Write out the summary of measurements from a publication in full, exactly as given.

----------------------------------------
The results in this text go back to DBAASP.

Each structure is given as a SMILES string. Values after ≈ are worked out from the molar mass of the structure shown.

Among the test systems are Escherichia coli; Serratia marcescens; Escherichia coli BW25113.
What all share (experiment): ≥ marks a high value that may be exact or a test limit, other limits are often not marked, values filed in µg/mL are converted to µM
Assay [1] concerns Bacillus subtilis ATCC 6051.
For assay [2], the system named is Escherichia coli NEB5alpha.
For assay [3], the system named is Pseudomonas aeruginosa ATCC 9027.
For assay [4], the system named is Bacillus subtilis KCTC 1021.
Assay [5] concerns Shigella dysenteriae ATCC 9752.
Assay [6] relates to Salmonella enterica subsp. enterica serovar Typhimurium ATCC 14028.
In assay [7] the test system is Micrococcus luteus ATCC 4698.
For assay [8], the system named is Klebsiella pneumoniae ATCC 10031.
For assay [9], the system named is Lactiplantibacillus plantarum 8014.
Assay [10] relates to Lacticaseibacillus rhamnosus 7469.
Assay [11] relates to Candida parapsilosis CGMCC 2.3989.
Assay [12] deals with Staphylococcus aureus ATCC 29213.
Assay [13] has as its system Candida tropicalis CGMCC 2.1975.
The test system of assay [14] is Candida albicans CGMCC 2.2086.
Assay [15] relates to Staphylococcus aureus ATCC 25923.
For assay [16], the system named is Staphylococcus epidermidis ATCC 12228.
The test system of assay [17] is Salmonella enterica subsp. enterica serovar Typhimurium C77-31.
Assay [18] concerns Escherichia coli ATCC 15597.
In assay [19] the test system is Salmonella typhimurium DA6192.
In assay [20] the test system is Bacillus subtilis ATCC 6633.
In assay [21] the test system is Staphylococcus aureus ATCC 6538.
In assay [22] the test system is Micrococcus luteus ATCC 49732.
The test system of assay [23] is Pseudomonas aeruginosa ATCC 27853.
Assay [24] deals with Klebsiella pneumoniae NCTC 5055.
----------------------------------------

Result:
The results in this text go back to DBAASP.

Each structure is given as a SMILES string. Values after ≈ are worked out from the molar mass of the structure shown.

Among the test systems are Escherichia coli; Serratia marcescens; Escherichia coli BW25113.
What all share (experiment): ≥ marks a high value that may be exact or a test limit, other limits are often not marked, values filed in µg/mL are converted to µM
Assay [1] concerns Bacillus subtilis ATCC 6051.
For assay [2], the system named is Escherichia coli NEB5alpha.
For assay [3], the system named is Pseudomonas aeruginosa ATCC 9027.
For assay [4], the system named is Bacillus subtilis KCTC 1021.
Assay [5] concerns Shigella dysenteriae ATCC 9752.
Assay [6] relates to Salmonella enterica subsp. enterica serovar Typhimurium ATCC 14028.
In assay [7] the test system is Micrococcus luteus ATCC 4698.
For assay [8], the system named is Klebsiella pneumoniae ATCC 10031.
For assay [9], the system named is Lactiplantibacillus plantarum 8014.
Assay [10] relates to Lacticaseibacillus rhamnosus 7469.
Assay [11] relates to Candida parapsilosis CGMCC 2.3989.
Assay [12] deals with Staphylococcus aureus ATCC 29213.
Assay [13] has as its system Candida tropicalis CGMCC 2.1975.
The test system of assay [14] is Candida albicans CGMCC 2.2086.
Assay [15] relates to Staphylococcus aureus ATCC 25923.
For assay [16], the system named is Staphylococcus epidermidis ATCC 12228.
The test system of assay [17] is Salmonella enterica subsp. enterica serovar Typhimurium C77-31.
Assay [18] concerns Escherichia coli ATCC 15597.
In assay [19] the test system is Salmonella typhimurium DA6192.
In assay [20] the test system is Bacillus subtilis ATCC 6633.
In assay [21] the test system is Staphylococcus aureus ATCC 6538.
In assay [22] the test system is Micrococcus luteus ATCC 49732.
The test system of assay [23] is Pseudomonas aeruginosa ATCC 27853.
Assay [24] deals with Klebsiella pneumoniae NCTC 5055.